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Insurance digitalization spawns increase in identity fraud, report finds

A new insurance industry research study reveals that insurance carriers saw an increase in consumer digital activity across both underwriting (77%) and claims (76%) during the coronavirus pandemic and indicated this recent increase in digital activity has in turn spurred more identity fraud activity, according to 67% of survey respondents.

The Insurance Fraud: Rethinking Approaches in the Digital Age report surveyed 132 U.S. identity fraud experts at life, personal and small business insurance carriers. Participants were asked to identify reoccurring points of entry for fraudulent individuals/activities and to share their thoughts about how carriers can better protect their underwriting, customer service and claims transactions without inhibiting the digital experience.

Digital transformation comes at a cost

The report found that instances of identity fraud increased similarly across underwriting and claims, with over 70% of respondents reporting upticks in both sectors. According to the study, the drivers of fraud activities most carriers experienced could be traced back to three main areas:

  • The assets tied to their digital transformation efforts, such as online portals, alternate underwriting, and claims automation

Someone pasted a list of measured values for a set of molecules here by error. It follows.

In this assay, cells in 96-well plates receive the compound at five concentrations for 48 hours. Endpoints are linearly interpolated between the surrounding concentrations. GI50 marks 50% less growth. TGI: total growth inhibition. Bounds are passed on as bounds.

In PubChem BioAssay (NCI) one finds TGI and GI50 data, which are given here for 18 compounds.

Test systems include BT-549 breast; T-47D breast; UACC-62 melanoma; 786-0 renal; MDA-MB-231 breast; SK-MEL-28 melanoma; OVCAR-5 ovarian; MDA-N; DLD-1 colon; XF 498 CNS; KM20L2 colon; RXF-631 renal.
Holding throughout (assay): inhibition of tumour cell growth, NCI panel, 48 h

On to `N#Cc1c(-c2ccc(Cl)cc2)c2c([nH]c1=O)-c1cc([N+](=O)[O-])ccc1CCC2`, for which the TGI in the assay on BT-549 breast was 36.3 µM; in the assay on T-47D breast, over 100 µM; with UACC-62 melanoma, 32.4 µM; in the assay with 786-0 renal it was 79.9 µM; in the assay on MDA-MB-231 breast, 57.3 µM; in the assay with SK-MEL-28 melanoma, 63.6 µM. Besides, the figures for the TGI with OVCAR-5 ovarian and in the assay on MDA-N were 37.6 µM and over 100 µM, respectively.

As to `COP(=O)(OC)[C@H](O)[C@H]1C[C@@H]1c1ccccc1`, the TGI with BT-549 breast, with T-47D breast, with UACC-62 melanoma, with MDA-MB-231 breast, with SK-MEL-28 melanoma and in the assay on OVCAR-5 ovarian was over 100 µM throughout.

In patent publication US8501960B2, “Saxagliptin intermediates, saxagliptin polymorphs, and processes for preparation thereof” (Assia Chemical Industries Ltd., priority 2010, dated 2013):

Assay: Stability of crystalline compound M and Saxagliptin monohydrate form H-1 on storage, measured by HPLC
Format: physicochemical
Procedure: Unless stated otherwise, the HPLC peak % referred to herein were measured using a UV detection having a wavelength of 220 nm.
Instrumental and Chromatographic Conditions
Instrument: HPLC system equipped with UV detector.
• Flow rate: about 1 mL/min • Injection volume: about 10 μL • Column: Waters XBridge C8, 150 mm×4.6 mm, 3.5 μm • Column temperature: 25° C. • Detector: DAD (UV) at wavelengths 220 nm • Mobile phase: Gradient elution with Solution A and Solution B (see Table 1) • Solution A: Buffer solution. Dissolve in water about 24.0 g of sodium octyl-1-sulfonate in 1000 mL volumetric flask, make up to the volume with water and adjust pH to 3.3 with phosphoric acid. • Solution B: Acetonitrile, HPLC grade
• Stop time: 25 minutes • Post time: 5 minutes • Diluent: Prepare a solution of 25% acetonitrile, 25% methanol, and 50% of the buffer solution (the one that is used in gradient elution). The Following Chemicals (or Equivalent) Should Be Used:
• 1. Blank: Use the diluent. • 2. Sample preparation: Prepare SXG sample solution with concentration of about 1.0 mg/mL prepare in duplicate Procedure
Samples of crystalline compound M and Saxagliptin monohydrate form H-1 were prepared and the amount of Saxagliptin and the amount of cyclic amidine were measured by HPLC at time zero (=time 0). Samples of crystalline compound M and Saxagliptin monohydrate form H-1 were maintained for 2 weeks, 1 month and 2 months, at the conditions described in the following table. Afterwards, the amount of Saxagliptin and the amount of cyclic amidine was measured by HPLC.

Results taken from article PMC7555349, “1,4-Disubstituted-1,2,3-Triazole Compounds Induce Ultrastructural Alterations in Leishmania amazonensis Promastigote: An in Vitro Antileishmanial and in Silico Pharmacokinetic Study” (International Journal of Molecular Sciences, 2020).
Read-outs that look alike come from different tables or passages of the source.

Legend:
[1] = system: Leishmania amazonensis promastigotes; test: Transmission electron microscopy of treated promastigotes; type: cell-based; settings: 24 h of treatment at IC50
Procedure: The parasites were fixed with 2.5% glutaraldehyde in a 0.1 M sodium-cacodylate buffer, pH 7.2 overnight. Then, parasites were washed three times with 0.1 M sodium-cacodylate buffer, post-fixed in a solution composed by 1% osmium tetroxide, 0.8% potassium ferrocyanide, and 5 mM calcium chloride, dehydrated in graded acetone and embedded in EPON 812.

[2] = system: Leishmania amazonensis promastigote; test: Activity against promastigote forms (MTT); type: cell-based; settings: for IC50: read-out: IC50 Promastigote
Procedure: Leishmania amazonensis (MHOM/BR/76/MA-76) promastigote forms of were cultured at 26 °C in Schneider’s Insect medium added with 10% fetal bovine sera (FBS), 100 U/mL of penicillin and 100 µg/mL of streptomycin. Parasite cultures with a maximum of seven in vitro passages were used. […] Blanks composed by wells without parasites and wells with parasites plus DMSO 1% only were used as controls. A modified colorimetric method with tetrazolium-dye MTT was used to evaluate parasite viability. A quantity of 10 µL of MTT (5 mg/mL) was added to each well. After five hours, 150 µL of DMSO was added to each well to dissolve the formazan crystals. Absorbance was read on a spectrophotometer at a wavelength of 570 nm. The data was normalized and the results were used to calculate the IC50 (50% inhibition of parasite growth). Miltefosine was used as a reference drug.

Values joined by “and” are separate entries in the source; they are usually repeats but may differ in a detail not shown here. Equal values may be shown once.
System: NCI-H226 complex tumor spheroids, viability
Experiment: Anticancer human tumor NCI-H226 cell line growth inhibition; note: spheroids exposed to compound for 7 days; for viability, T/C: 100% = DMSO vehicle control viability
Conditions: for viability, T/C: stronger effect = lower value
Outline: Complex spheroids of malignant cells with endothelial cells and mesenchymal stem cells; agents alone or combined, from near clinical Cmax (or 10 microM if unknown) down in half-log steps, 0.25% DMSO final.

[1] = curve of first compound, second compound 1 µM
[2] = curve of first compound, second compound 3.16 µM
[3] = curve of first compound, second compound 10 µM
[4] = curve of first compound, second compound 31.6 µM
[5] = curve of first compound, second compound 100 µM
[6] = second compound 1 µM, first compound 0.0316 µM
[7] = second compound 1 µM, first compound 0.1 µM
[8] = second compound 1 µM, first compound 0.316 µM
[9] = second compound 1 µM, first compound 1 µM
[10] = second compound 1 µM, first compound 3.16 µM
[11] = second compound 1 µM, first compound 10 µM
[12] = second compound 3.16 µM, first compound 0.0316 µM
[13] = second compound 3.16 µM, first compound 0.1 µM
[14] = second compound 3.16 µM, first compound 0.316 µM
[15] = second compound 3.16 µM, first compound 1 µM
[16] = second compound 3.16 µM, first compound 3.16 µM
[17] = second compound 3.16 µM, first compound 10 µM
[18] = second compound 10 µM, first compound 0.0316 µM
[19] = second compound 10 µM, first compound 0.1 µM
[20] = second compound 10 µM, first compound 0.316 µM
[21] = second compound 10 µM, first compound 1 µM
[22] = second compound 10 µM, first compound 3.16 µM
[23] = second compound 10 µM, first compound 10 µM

• The availability of consumer data to fraudsters due to data breaches
  • The pandemic’s impact on changing consumer behaviors/lifestyles

Fraud risk has increased over the past year due to the pandemic-motivated decrease in face-to-face insurance capabilities, the report notes. The increased threat of fraud necessitates action on behalf of insurance carriers in order to mitigate fraud risk.

A multi-layered strategy could reduce fraud

The study asked respondents about the fraud reduction solutions currently in place at their firms. 

  • 73% of respondents use multi-factor authentication in their digital underwriting and claims software
  • 70% of respondents reported the use of one-time passwords
  • Two-thirds of respondents use password-free authentication in their business
  • Just over half of respondents reported using link analysis and fraud risk scores to defend against fraud

The report suggested that combining security strategies could combat the increasing fraud due to the effects of digital transformation. With over 80% of respondents estimating that their digital services will either increase or remain the same in the coming 12 months, the uptick in identity fraud is likely here to stay without security intervention.

To read the full report on Insurance Fraud: Rethinking Approaches in the Digital Age, click here.

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